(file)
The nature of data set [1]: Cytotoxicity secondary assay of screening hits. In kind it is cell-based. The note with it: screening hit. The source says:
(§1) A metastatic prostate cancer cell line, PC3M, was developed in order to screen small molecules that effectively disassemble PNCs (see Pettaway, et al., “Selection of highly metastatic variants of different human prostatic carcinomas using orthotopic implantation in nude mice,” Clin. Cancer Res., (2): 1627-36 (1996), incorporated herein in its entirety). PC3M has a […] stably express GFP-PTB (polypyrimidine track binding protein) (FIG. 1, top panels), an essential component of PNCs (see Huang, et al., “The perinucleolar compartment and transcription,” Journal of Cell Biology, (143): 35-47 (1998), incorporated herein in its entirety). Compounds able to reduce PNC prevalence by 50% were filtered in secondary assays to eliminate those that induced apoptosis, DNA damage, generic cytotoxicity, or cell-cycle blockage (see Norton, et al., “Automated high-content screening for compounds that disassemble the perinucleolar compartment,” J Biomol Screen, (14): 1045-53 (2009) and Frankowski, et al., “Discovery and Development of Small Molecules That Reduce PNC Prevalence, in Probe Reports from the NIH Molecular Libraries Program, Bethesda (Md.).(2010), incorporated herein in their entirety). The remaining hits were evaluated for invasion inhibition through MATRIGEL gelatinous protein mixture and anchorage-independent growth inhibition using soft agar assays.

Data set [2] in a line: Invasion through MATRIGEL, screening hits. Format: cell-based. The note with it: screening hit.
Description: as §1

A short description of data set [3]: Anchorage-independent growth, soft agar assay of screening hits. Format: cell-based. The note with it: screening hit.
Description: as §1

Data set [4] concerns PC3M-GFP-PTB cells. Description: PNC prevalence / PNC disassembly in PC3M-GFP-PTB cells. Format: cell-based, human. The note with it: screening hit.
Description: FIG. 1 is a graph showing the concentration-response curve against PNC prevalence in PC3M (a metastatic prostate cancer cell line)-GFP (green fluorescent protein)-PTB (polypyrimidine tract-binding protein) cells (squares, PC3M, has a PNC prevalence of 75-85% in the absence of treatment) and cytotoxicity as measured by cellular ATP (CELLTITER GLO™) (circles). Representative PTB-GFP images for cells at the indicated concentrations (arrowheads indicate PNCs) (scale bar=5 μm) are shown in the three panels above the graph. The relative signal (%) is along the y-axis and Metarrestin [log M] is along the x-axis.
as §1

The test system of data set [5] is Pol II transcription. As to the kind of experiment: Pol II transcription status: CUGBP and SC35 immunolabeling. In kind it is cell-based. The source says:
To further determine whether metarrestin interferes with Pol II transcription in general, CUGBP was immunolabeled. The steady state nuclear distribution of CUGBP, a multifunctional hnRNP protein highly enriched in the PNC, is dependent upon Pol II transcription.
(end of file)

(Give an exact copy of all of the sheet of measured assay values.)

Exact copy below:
The nature of data set [1]: Cytotoxicity secondary assay of screening hits. In kind it is cell-based. The note with it: screening hit. The source says:
(§1) A metastatic prostate cancer cell line, PC3M, was developed in order to screen small molecules that effectively disassemble PNCs (see Pettaway, et al., “Selection of highly metastatic variants of different human prostatic carcinomas using orthotopic implantation in nude mice,” Clin. Cancer Res., (2): 1627-36 (1996), incorporated herein in its entirety). PC3M has a […] stably express GFP-PTB (polypyrimidine track binding protein) (FIG. 1, top panels), an essential component of PNCs (see Huang, et al., “The perinucleolar compartment and transcription,” Journal of Cell Biology, (143): 35-47 (1998), incorporated herein in its entirety). Compounds able to reduce PNC prevalence by 50% were filtered in secondary assays to eliminate those that induced apoptosis, DNA damage, generic cytotoxicity, or cell-cycle blockage (see Norton, et al., “Automated high-content screening for compounds that disassemble the perinucleolar compartment,” J Biomol Screen, (14): 1045-53 (2009) and Frankowski, et al., “Discovery and Development of Small Molecules That Reduce PNC Prevalence, in Probe Reports from the NIH Molecular Libraries Program, Bethesda (Md.).(2010), incorporated herein in their entirety). The remaining hits were evaluated for invasion inhibition through MATRIGEL gelatinous protein mixture and anchorage-independent growth inhibition using soft agar assays.

Data set [2] in a line: Invasion through MATRIGEL, screening hits. Format: cell-based. The note with it: screening hit.
Description: as §1

A short description of data set [3]: Anchorage-independent growth, soft agar assay of screening hits. Format: cell-based. The note with it: screening hit.
Description: as §1

Data set [4] concerns PC3M-GFP-PTB cells. Description: PNC prevalence / PNC disassembly in PC3M-GFP-PTB cells. Format: cell-based, human. The note with it: screening hit.
Description: FIG. 1 is a graph showing the concentration-response curve against PNC prevalence in PC3M (a metastatic prostate cancer cell line)-GFP (green fluorescent protein)-PTB (polypyrimidine tract-binding protein) cells (squares, PC3M, has a PNC prevalence of 75-85% in the absence of treatment) and cytotoxicity as measured by cellular ATP (CELLTITER GLO™) (circles). Representative PTB-GFP images for cells at the indicated concentrations (arrowheads indicate PNCs) (scale bar=5 μm) are shown in the three panels above the graph. The relative signal (%) is along the y-axis and Metarrestin [log M] is along the x-axis.
as §1

The test system of data set [5] is Pol II transcription. As to the kind of experiment: Pol II transcription status: CUGBP and SC35 immunolabeling. In kind it is cell-based. The source says:
To further determine whether metarrestin interferes with Pol II transcription in general, CUGBP was immunolabeled. The steady state nuclear distribution of CUGBP, a multifunctional hnRNP protein highly enriched in the PNC, is dependent upon Pol II transcription.